The Confidence Cycle: Prepare to be Confident
Taryn Morgan, IMG Academy, USA
Theme: Mental training/interventions
Program ID: SYM-14
Presentation: October 3, 2013 2:30 pm - 3:45 pm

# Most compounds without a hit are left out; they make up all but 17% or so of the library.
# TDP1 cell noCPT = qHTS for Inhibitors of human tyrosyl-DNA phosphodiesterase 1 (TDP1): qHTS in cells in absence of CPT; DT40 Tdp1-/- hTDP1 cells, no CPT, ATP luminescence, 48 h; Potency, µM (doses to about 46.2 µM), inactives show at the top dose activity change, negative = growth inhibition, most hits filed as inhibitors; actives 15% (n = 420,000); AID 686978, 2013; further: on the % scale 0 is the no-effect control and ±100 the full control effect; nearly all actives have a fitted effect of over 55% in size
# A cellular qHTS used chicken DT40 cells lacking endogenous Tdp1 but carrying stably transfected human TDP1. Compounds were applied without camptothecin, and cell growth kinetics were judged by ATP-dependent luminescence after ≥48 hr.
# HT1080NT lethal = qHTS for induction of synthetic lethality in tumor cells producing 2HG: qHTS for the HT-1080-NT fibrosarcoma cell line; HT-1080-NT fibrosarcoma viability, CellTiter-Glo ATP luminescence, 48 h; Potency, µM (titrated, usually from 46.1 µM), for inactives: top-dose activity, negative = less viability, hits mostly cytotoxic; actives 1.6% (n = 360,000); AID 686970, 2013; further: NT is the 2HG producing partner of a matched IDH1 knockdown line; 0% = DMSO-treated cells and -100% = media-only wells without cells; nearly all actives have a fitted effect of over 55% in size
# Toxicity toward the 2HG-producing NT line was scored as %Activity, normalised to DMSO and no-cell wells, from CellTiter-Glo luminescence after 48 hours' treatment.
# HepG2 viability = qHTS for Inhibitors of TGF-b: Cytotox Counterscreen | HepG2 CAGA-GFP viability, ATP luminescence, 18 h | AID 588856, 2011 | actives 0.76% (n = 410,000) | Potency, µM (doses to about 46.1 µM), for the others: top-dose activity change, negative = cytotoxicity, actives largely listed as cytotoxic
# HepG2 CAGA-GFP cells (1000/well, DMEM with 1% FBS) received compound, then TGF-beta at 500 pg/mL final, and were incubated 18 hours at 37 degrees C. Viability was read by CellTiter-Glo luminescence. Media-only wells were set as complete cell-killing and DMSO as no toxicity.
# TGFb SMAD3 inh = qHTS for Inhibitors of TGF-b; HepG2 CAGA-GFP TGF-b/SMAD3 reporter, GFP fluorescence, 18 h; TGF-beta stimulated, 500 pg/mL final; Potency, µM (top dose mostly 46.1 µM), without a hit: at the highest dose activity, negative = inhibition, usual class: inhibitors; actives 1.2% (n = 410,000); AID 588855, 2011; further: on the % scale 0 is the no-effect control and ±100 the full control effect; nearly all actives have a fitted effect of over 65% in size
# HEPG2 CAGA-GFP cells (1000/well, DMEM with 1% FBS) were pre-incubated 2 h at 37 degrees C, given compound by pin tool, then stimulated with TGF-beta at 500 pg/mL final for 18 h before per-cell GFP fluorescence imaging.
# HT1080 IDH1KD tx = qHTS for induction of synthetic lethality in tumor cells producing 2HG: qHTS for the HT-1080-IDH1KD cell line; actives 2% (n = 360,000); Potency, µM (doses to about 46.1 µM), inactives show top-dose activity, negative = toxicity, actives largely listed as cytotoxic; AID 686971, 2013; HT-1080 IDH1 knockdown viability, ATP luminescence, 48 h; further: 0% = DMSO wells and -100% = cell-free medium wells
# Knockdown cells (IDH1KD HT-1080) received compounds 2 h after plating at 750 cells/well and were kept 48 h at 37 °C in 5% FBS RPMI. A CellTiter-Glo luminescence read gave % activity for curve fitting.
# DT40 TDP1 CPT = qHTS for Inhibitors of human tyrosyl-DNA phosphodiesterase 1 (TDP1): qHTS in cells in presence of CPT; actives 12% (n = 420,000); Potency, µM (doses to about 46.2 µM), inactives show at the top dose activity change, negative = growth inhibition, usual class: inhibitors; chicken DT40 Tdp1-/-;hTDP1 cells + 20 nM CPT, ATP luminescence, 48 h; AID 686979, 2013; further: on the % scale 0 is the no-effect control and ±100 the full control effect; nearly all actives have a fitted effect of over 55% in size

Self-confidence is seen as an important mental skill related to performance (Horn, 2008) and has been studied for many years in sport psychology. Notably, Bandura’s self-efficacy theory (1977, 1986) suggested four sources of self-efficacy: performance accomplishments, vicarious experiences, verbal persuasion and physiological states. From this, performance accomplishments showed the greatest effect on performance (McAuley, 1985; Feltz & Riessinger, 1990). Furthermore, Vealey’s self-confidence framework (1986, 1988) focused on trait and state sport confidence as well as competitive orientation. Vealey (1998) also focused on sources of sport confidence, delving into seven sources: performance/mastery, ability/outcomes, preparation/effort, social support, vicarious experience, psychological strategies and uncontrollable external sources. Vealey (1998) found that physical/mental preparation (preparation/effort and psychological strategies) accounted for the most variance while developing the Sources of Sport Confidence Questionnaire. Research by Gould, Hodge, Peterson and Giannini (1989), Horn and Hasbrook (1987) and Williams (1994) support that preparation/effort develop confidence in athletes. It makes sense that preparation would lead to confidence, but in some cases outcome oriented athletes gain their confidence from wins and losses, whereas process oriented athletes understand that preparation can lead to confidence, which in turn affects performance. Using mental strategies such as goal setting, positive self-talk and imagery can aid in preparation, thereby allowing an athlete to enter competition with greater confidence (Mamassis & Doganis, 2004). Mental training programs assist in developing confidence to compete successfully in sport. Process oriented athletes’ utilized preparation that was controllable as a determining factor of confidence more than outcome oriented athletes, whereas outcome oriented athletes’ confidence was influenced by demonstrating ability or less controllable factors (Vealey, 1998). In this presentation, a preparation and confidence cycle will be presented, as well as the types of mental skills used within the preparation phase of a confidence cycle and how this affected the performance for some athletes.